Spuriouser and spuriouser, part I

Boatwright holds a copy of Lord Byron’s English Bards and Scotch Reviewers. “A satire,” it says on the title page, “third edition…printed for James Cawthorn…1810.”

As a cataloger for Rare Books & Special Collections, I set out to record everything I knew about our copy of English Bards: the edition, the publisher, the names on the bookplates. I began by looking for a catalog record that I could build on from among the millions of records shared between libraries. But the record that best matched the details of our copy—third edition, 1810, 85 pages—contained a phrase I had never seen in a record before: “may be spurious.”

Spurious books, I found, are books “printed without the knowledge or consent of the author.” Produced behind the author’s back, they can often be forgeries or piracies. Knowing this, I suddenly wasn’t sure which edition of English Bards we actually had. Was it the third? Was it not? And if I couldn’t trust the details on the title page, what could I trust?

Answering these questions led me to three literary forgers: James Cawthorn, Thomas James Wise, and George Gordon De Luna Byron, introduced here in a series of three posts that tell the story of a forgery, later verified as such by a forger, who was himself the victim of a forgery.

James Cawthorn

Byron began his verse satire, then called British Bards, while a student at Cambridge, but it took on new life and purpose when the Edinburgh Review humiliatingly panned his first book, Hours of Idleness. “As an author,” he wrote, “I am cut to atoms.” His revenge on the critics, English Bards and Scotch Reviewers, was published in London in 1809. It sold through four editions in two years.

By the time the fifth edition was printed and ready to sell, however, Byron saw the poem as a burden to his new, literary friendships: “I can only say that it was written when I was very young and very angry.” He called for the suppression of all existing copies. But public demand ran high. In 1814 his publisher, James Cawthorn, offered Byron 400 guineas for the right to sell the fifth edition copies; again, Byron refused. Meanwhile, pirated copies were selling well. They had Cawthorn’s name on them; some said “third” or “fourth” edition. But they were not printed in the original run of third and fourth editions, and at no point did Byron consent to their publishing. “I have to inform you that the First Edition of the ‘English Bards’ has been pirated in Ireland,” wrote Cawthorn to Byron. “I have a copy of the pirated edition.”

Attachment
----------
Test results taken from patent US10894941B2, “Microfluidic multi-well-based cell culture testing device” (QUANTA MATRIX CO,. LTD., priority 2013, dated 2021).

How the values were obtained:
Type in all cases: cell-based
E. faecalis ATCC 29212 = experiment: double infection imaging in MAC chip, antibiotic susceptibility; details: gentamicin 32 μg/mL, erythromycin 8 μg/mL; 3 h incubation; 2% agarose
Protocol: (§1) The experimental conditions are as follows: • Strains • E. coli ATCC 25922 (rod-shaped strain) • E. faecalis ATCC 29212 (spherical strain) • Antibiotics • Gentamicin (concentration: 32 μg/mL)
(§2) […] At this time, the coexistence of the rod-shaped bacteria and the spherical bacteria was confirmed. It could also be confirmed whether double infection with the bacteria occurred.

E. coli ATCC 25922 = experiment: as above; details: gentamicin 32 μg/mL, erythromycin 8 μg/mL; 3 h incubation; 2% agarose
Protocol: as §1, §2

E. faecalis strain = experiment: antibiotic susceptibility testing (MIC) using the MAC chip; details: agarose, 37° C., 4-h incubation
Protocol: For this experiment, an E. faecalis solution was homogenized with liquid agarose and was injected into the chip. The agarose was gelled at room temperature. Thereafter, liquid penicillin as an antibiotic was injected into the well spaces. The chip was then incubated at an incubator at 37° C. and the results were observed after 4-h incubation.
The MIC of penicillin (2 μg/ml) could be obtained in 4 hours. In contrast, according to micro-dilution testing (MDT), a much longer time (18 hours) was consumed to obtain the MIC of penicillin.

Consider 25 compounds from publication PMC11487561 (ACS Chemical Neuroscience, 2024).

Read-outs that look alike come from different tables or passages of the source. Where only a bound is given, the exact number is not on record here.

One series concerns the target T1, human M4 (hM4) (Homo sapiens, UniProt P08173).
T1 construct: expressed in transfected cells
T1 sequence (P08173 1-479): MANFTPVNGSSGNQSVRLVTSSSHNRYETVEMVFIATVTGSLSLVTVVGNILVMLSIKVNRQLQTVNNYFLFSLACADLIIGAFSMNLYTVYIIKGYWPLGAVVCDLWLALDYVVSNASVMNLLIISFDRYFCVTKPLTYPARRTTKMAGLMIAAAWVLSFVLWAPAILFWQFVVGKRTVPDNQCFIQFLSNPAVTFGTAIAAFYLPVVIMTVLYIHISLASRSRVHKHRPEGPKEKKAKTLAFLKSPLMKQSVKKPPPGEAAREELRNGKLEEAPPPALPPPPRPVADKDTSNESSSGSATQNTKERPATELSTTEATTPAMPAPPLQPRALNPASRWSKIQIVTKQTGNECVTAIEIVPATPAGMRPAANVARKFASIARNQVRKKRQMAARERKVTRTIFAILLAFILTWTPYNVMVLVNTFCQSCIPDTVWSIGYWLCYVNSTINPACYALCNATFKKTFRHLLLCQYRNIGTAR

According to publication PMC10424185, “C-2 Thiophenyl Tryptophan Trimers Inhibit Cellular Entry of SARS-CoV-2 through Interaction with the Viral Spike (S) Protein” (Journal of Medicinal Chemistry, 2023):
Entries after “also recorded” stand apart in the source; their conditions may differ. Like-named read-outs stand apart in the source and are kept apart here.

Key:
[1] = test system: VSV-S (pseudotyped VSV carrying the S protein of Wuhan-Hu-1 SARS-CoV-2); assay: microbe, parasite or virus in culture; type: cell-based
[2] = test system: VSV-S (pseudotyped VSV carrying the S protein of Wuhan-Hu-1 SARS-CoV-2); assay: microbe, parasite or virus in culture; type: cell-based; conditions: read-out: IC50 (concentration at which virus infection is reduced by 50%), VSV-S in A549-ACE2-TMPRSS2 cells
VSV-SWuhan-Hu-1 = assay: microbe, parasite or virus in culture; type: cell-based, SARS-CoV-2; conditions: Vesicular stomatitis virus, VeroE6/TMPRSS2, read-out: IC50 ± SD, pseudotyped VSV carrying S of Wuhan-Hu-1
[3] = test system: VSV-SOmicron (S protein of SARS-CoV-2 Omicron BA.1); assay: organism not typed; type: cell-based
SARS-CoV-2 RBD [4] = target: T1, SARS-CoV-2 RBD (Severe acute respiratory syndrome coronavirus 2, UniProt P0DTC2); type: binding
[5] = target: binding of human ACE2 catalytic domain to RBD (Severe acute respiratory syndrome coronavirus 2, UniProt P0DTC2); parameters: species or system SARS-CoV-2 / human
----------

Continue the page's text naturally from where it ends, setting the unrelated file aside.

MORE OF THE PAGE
Long after both Byron and Cawthorn had died bibliographers attempted to sort through this “inextricable tangle” of spurious English Bards editions. They noted, for instance, that some copies of the 1810 third edition bore watermarks with dates after 1810. Reading this, I took up a flashlight, aimed it behind a leaf in our copy, and found exactly the kind of watermarks these bibliographers referred to. Our “1810” English Bards was printed on paper that did not exist until 1812. We had one of the many “poor counterfeits, at the best, of Cawthorn’s work.”

Who was making such poor counterfeits of Cawthorn’s work? Some at the time felt it was Cawthorn himself. In 1816 Byron’s new publisher obtained an injunction against Cawthorn, preventing him from ever again printing English Bards. Over a century later, renowned bibliographer Thomas James Wise flatly rejected Cawthorn’s theory of Irish forgers. “No Irish edition that will fit this date is known,” Wise wrote. “There can be but little doubt that the ‘information’ given by Cawthorn to Byron was invented by him, and was concocted with the object of diverting attention from the spurious editions he was himself producing.”

As another bibliographer put it, Cawthorn was “both dishonest and sloppy.” To continue reaping profits from Byron’s popular work, Cawthorn put the already-printed fifth edition in title pages that said “fourth,” and it was likely he that made new editions misleadingly labelled “third”—one copy of which I had in my hands. And the injunction did not stop him. “In 1819 (and perhaps even later),” wrote Wise, “he was still printing and circulating unauthorised editions of the Satire. The laugh was with him after all.”

Next: Thomas James Wise

References

“‘Let Satire Be My Song’: Byron’s English Bards, and Scotch Reviewers. Harvard, http://hcl.harvard.edu/libraries/houghton/exhibits/byron/

Byron, George Gordon Byron. English Bards and Scotch Reviewers. James Cawthorn, 1810 [1812-?].

Wise, Thomas James. A Bibliography of the Writings in Verse and Prose of George Gordon Noel, Baron Byron. Dawsons of Pall Mall, 1972.

Byron, George Gordon Byron. The Works of Lord Byron. Edited by Ernest Hartley Coleridge. John Murray, 1905.

MacAlister, J.Y.W., editor. The Library: A Quarterly Review of Bibliography and Library Lore. Kegan Paul, Trench, Trübner and Co., Ltd., 1900.

Randolph, Francis Lewis. Studies for a Byron Bibliography. Sutter House, 1979.

2 thoughts on “Spuriouser and spuriouser, part I

  1. Marion Dieterich

    Jonathan,
    How Alice-in-Wonderland-esque – wonderful! Thank you for putting this together for us. I’m wondering if the watermarks contain any more clues in addition to the dates; perhaps to the source of the paper, whether of English manufacture or other. Love the mysteries! MD

    Reply

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